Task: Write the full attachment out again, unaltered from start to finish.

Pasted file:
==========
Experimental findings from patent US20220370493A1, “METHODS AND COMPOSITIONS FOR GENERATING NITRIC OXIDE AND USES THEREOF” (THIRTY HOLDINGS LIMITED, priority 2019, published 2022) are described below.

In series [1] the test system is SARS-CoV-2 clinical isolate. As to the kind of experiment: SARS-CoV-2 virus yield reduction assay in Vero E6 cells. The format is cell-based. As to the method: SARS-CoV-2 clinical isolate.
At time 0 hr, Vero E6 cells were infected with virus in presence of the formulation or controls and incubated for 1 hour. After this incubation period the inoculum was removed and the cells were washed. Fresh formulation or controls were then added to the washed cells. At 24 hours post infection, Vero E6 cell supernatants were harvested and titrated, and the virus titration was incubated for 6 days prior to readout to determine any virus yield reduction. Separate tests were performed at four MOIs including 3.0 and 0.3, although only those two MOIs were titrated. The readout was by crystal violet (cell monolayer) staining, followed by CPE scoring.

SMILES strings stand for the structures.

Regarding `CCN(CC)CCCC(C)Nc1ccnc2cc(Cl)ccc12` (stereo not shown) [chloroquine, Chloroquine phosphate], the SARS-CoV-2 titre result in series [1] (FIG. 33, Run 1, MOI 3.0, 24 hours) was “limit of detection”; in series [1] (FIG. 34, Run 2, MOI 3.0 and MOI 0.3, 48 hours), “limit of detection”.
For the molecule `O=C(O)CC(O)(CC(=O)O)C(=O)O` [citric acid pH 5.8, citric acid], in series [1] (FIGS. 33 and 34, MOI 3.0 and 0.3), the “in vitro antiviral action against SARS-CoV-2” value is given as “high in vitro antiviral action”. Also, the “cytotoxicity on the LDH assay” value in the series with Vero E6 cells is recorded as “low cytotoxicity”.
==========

Experimental findings from patent US20220370493A1, “METHODS AND COMPOSITIONS FOR GENERATING NITRIC OXIDE AND USES THEREOF” (THIRTY HOLDINGS LIMITED, priority 2019, published 2022) are described below.

In series [1] the test system is SARS-CoV-2 clinical isolate. As to the kind of experiment: SARS-CoV-2 virus yield reduction assay in Vero E6 cells. The format is cell-based. As to the method: SARS-CoV-2 clinical isolate.
At time 0 hr, Vero E6 cells were infected with virus in presence of the formulation or controls and incubated for 1 hour. After this incubation period the inoculum was removed and the cells were washed. Fresh formulation or controls were then added to the washed cells. At 24 hours post infection, Vero E6 cell supernatants were harvested and titrated, and the virus titration was incubated for 6 days prior to readout to determine any virus yield reduction. Separate tests were performed at four MOIs including 3.0 and 0.3, although only those two MOIs were titrated. The readout was by crystal violet (cell monolayer) staining, followed by CPE scoring.

SMILES strings stand for the structures.

Regarding `CCN(CC)CCCC(C)Nc1ccnc2cc(Cl)ccc12` (stereo not shown) [chloroquine, Chloroquine phosphate], the SARS-CoV-2 titre result in series [1] (FIG. 33, Run 1, MOI 3.0, 24 hours) was “limit of detection”; in series [1] (FIG. 34, Run 2, MOI 3.0 and MOI 0.3, 48 hours), “limit of detection”.
For the molecule `O=C(O)CC(O)(CC(=O)O)C(=O)O` [citric acid pH 5.8, citric acid], in series [1] (FIGS. 33 and 34, MOI 3.0 and 0.3), the “in vitro antiviral action against SARS-CoV-2” value is given as “high in vitro antiviral action”. Also, the “cytotoxicity on the LDH assay” value in the series with Vero E6 cells is recorded as “low cytotoxicity”.